Richard Bruce Cheney was the quiet man of American politics – the ultimate DC insider who rose through the ranks, waited his turn and bided his time. That time came in July 2000 when Republican presidential candidate George W. Bush asked him to be his running mate, an offer that enabled him to become – by most pundits’ estimation – the most powerful and influential vice president in the history of the United States. Were you to ask an Average Joe what he knew about Dick Cheney, though, you’d likely draw a blank.
Yes, he might remember that embarrassing incident from 2006 when he shot a fellow quail hunter in the face, or a more recent mishap when he was persuaded to sign a waterboard kit by Sacha Baron Cohen. For the most part, though, the minutiae of Cheney’s life and legacy remain as elusive and enigmatic as the man himself – which one suspects is precisely how the man himself likes it. Over 132 hilarious, acerbic and coruscating minutes, Vice takes a wrecking ball to that wall of secrecy. Charting a course from Cheney’s unpromising origins as a drunken Yale drop-out in ’60s Wyoming to his de facto shadow presidency in Dubya’s White House, writer-director Adam McKay paints his subject as an unremarkable mediocrity who learned how to stealthily interpolate himself into the corridors of power.
Pensive, taciturn and essentially unknowable, the Cheney we see in Vice is the complete antithesis of a public figure. Yet it was this very anonymity, the director suggests, that enabled him to ascend unnoticed, extending and consolidating his authority to the point where he could pursue his aggressive conservative agenda (and OK, those controversial “enforced interrogation techniques”) totally unchallenged.
Employing the same take-no-prisoners, fourth wall-shattering aesthetic he used to unpick the global financial crisis in The Big Short, McKay populates his film with a rogue’s gallery of Beltway notables. Look, there’s Steve Carell as a flamboyant Donald Rumsfeld! Tyler Perry as a po-faced Colin Powell! Bill Camp as Gerald Ford and LisaGay Hamilton as Condoleezza Rice! On and on it goes, reaching its zenith when Sam Rockwell swaggers into the picture as a chicken wing-chomping, checked shirt-wearing George Bush Junior.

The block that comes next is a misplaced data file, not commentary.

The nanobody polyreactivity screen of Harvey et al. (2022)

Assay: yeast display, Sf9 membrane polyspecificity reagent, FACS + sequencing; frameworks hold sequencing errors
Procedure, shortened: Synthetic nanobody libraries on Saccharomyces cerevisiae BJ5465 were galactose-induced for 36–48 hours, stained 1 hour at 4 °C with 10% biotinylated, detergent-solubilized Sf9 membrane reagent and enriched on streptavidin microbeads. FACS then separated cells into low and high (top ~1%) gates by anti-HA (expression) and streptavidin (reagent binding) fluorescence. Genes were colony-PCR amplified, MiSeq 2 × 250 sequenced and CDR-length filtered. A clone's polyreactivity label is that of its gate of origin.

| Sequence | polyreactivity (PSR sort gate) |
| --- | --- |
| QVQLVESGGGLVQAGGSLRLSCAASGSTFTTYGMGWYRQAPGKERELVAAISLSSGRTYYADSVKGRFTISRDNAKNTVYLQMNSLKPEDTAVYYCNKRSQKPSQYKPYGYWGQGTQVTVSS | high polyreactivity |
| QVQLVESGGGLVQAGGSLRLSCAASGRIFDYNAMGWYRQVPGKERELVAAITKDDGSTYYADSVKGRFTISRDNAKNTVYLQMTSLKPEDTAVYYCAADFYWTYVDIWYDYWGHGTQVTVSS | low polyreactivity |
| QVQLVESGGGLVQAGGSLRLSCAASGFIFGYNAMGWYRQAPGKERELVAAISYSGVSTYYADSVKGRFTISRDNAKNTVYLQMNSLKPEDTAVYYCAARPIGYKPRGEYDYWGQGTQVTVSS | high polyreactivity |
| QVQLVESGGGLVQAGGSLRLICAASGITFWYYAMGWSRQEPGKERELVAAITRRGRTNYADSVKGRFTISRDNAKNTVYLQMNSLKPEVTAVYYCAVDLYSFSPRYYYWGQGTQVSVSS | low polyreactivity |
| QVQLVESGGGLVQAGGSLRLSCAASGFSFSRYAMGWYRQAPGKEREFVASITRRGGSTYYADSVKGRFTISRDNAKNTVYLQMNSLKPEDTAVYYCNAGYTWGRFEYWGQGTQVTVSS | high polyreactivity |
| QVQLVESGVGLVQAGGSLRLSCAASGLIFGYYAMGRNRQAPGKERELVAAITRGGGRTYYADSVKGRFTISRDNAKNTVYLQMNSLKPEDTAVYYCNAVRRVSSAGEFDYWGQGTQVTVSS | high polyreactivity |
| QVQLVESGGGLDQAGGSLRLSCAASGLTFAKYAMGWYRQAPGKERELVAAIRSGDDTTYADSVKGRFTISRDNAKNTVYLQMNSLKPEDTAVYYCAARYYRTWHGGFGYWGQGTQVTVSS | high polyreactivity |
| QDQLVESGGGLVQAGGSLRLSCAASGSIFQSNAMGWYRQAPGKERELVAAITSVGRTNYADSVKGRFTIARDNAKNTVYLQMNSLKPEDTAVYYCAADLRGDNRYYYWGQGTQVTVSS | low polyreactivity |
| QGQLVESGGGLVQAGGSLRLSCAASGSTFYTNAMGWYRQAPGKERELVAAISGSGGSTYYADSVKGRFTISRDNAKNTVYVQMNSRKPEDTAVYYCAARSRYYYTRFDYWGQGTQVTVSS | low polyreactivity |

There’s even a cameo from Donald J. Trump, fleetingly seen in a montage of ’80s excess alongside Jane Fonda and The A-Team’s Mr. T. Rather more pivotal to the narrative is Amy Adams as Cheney’s blonde-coiffed wife Lynne, an aspiring Lady Macbeth whose Shakespearean ambitions are hammered home in a daring scene in which she and her husband ponder Dubya’s proposition in iambic pentameter. It is her description of the young Cheney as “a big, fat, piss-soaked zero” that inspires him to get his act together, while his fierce devotion to her is revealed in a funeral sequence in which he ruthlessly tells her father they want nothing more to do with him.
It takes longer to establish the relevance of the unnamed narrator figure played by Jesse Plemons (Fargo), though it turns out that this character, too, has a crucial part to play in Cheney’s life story. At the end of the day, though, you can’t tell that story without a mighty big Dick. And Vice has a massive one in every department in Christian Bale, the Welsh-born actor outstripping all of his previous on-screen transformations (The Machinist (opens in new tab), The Fighter (opens in new tab), American Hustle (opens in new tab)) with a bulky, tonsured, prosthetic-assisted makeover that is a shoo-in for this year’s Best Make-Up Oscar.
As stunning as the exterior is, however, it is the way Bale vanishes inside it that truly impresses. Witness the moment on 9/11 when he coldly orders commercial planes to be shot down if it is suspected they have been hijacked, or his final to-camera address when he tells us he “will not apologise” for the multiple human rights abuses and other outrages that have taken place on his watch.
It’s not so long ago that McKay was only known for such goofball farces as Step Brothers (opens in new tab), Anchorman (opens in new tab), and Talladega Nights (opens in new tab). In a few short years, he’s recreated himself as an Oscar-winning scourge of the American right, a metamorphosis almost as breathtaking as his current leading man’s.
Yet Vice is an admonishment to the left as well, not to mention a stinging rebuke to an electorate that allowed their country to be taken over from within. We get the leaders who we deserve, the film appears to be warning us – particularly when we are not paying attention.
For more hotly anticipated films, check out our list of the most exciting upcoming movies (opens in new tab) in store for 2019 - and while you're at it, why not take a look at the best movies of 2018 (opens in new tab) that you might have missed?
- Release date: Out now (US)/January 25 (UK)
- Certificate: R (US)/15 (UK)
- Running time: 132 mins